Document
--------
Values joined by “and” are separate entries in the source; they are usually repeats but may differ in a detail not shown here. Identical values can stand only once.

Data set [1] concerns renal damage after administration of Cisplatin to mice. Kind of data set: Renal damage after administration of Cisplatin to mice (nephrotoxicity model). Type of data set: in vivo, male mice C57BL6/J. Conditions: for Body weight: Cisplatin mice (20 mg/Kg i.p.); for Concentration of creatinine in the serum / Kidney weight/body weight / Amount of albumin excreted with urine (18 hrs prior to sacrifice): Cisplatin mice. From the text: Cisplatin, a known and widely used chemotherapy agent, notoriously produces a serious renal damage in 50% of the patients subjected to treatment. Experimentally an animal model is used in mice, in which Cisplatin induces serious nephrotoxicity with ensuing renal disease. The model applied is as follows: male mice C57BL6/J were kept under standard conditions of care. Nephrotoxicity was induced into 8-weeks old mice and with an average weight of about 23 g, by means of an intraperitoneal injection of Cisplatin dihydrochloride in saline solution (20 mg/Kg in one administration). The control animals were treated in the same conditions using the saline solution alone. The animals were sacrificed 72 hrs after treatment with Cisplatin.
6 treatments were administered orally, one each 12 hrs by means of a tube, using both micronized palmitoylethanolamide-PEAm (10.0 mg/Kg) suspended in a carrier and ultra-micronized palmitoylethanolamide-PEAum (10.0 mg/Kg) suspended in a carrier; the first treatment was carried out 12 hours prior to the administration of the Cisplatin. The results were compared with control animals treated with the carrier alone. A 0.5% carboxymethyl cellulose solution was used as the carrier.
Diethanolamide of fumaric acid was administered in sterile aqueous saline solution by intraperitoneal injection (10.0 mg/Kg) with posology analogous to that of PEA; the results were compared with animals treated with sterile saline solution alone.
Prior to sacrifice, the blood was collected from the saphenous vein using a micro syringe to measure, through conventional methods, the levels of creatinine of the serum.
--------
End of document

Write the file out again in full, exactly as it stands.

Values joined by “and” are separate entries in the source; they are usually repeats but may differ in a detail not shown here. Identical values can stand only once.

Data set [1] concerns renal damage after administration of Cisplatin to mice. Kind of data set: Renal damage after administration of Cisplatin to mice (nephrotoxicity model). Type of data set: in vivo, male mice C57BL6/J. Conditions: for Body weight: Cisplatin mice (20 mg/Kg i.p.); for Concentration of creatinine in the serum / Kidney weight/body weight / Amount of albumin excreted with urine (18 hrs prior to sacrifice): Cisplatin mice. From the text: Cisplatin, a known and widely used chemotherapy agent, notoriously produces a serious renal damage in 50% of the patients subjected to treatment. Experimentally an animal model is used in mice, in which Cisplatin induces serious nephrotoxicity with ensuing renal disease. The model applied is as follows: male mice C57BL6/J were kept under standard conditions of care. Nephrotoxicity was induced into 8-weeks old mice and with an average weight of about 23 g, by means of an intraperitoneal injection of Cisplatin dihydrochloride in saline solution (20 mg/Kg in one administration). The control animals were treated in the same conditions using the saline solution alone. The animals were sacrificed 72 hrs after treatment with Cisplatin.
6 treatments were administered orally, one each 12 hrs by means of a tube, using both micronized palmitoylethanolamide-PEAm (10.0 mg/Kg) suspended in a carrier and ultra-micronized palmitoylethanolamide-PEAum (10.0 mg/Kg) suspended in a carrier; the first treatment was carried out 12 hours prior to the administration of the Cisplatin. The results were compared with control animals treated with the carrier alone. A 0.5% carboxymethyl cellulose solution was used as the carrier.
Diethanolamide of fumaric acid was administered in sterile aqueous saline solution by intraperitoneal injection (10.0 mg/Kg) with posology analogous to that of PEA; the results were compared with animals treated with sterile saline solution alone.
Prior to sacrifice, the blood was collected from the saphenous vein using a micro syringe to measure, through conventional methods, the levels of creatinine of the serum.